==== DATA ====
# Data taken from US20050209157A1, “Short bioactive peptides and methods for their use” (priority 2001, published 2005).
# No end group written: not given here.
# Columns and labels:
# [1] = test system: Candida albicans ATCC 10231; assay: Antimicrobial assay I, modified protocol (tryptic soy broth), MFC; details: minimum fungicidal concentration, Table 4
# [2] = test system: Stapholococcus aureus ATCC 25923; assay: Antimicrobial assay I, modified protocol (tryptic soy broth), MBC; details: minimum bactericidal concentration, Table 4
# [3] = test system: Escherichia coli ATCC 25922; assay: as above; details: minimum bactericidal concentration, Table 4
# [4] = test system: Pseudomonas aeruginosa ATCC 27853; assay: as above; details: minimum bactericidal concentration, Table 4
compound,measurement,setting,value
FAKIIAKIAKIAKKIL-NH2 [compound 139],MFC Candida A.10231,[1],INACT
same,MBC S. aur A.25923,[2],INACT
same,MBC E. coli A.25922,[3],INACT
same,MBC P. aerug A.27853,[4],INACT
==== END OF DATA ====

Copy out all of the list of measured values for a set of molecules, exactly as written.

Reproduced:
# Data taken from US20050209157A1, “Short bioactive peptides and methods for their use” (priority 2001, published 2005).
# No end group written: not given here.
# Columns and labels:
# [1] = test system: Candida albicans ATCC 10231; assay: Antimicrobial assay I, modified protocol (tryptic soy broth), MFC; details: minimum fungicidal concentration, Table 4
# [2] = test system: Stapholococcus aureus ATCC 25923; assay: Antimicrobial assay I, modified protocol (tryptic soy broth), MBC; details: minimum bactericidal concentration, Table 4
# [3] = test system: Escherichia coli ATCC 25922; assay: as above; details: minimum bactericidal concentration, Table 4
# [4] = test system: Pseudomonas aeruginosa ATCC 27853; assay: as above; details: minimum bactericidal concentration, Table 4
compound,measurement,setting,value
FAKIIAKIAKIAKKIL-NH2 [compound 139],MFC Candida A.10231,[1],INACT
same,MBC S. aur A.25923,[2],INACT
same,MBC E. coli A.25922,[3],INACT
same,MBC P. aerug A.27853,[4],INACT